A Taoist priest chants yesterday in the City God's Temple in Shanghai's Yuyuan Garden. A restoration project, begun in May last year, has returned the Taoist temple to its original Ming Dynasty (1368-1644) condition.
One of Shanghai's most famous traditional tourist attractions, the City God's Temple (Chenghuang Miao) in Yuyuan Garden, reopened to the public yesterday after a five million yuan (US$625,000) restoration.
The restoration, begun in May last year, has returned the temple of Taoism to its original Ming Dynasty (1368-1644) appearance.
Typical of the garden architecture south of the lower reaches of the Yangtze River, the 2,400-square-meter City God's Temple -- Chenghuang Temple in Mandarin -- has red walls, black tiles, ancient-style upturned eaves and refined carved columns and girders.
"Before the restoration, we consulted many old files about the temple in Shanghai Municipal Archives for decoration details," said Du Qingyu with the temple's administrative committee.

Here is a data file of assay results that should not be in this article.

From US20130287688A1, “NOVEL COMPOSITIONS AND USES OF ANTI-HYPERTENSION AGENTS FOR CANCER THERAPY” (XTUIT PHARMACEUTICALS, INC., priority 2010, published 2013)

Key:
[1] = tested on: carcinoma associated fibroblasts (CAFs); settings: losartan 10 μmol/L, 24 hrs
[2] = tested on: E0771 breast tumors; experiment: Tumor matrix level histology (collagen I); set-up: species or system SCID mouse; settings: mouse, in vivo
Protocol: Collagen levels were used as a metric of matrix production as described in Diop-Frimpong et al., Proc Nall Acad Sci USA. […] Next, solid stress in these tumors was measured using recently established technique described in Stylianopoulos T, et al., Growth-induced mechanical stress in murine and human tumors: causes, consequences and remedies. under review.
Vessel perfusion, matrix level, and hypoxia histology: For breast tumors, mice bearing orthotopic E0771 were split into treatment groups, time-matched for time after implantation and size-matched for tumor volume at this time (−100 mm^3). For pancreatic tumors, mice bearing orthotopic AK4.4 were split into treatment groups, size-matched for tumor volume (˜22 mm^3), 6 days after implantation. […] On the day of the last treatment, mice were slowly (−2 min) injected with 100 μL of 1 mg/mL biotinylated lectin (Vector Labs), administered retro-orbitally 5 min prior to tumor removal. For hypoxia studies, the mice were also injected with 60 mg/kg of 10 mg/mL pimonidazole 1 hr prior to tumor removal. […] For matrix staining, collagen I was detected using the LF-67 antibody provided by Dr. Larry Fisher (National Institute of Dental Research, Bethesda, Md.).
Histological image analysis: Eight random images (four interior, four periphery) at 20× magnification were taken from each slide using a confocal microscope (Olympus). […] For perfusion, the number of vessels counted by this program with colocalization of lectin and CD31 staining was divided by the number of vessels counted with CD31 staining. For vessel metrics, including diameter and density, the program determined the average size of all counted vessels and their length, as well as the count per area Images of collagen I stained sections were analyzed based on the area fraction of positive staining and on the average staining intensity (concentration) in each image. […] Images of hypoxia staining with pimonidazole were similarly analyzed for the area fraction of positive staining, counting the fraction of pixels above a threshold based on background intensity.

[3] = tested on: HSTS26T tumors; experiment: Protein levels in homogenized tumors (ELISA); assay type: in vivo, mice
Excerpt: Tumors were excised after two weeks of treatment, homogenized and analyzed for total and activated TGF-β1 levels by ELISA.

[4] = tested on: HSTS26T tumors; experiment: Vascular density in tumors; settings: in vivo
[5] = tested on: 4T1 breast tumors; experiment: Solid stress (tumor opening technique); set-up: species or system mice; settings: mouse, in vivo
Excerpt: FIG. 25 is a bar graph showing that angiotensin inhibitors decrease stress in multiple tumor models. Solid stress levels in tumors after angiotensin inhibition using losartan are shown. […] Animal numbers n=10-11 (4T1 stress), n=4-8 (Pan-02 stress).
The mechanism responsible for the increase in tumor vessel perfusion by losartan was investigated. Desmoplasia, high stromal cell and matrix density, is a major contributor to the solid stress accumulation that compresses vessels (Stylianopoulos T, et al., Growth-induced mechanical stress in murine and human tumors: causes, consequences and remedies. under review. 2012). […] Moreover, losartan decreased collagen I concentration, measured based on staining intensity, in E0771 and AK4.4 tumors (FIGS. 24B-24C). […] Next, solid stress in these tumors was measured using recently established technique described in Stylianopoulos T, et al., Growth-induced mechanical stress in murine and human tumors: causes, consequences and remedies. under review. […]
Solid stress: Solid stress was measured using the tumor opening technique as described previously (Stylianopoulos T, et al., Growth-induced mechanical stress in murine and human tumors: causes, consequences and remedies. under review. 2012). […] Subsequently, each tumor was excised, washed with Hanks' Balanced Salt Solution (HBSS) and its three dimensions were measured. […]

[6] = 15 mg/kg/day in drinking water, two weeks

"The most remarkable character of the restored temple is its visual impact."
Du said the entrance fee for the temple remains five yuan.
The temple also started its Chen Liansheng Charity Foundation yesterday.
"The foundation is established to benefit mankind and do public good, carrying forward the spirit of Taoism," said Ren Farong, director of the Chinese Taoist Association.
The foundation gave two million yuan to the Shanghai Charity Foundation's Huangpu branch yesterday.
The respected 90-year-old Chen Liansheng is head of the 21 Taoists living in the temple. He has devoted himself to Taoism all his life.
Town God Qin Yubo and Huo Guang are both worshipped in the temple, built during the reign of Emperor Yongle (1403-1424). Qin was the city's magistrate at the end of the Yuan Dynasty (1271-1368) and Huo was a famous general during the Western Han Dynasty (206 BC-24 AD). The temple was closed during the Cultural Revolution (1966-1976) and reopened in 1995.
(Shanghai Daily October 26, 2006)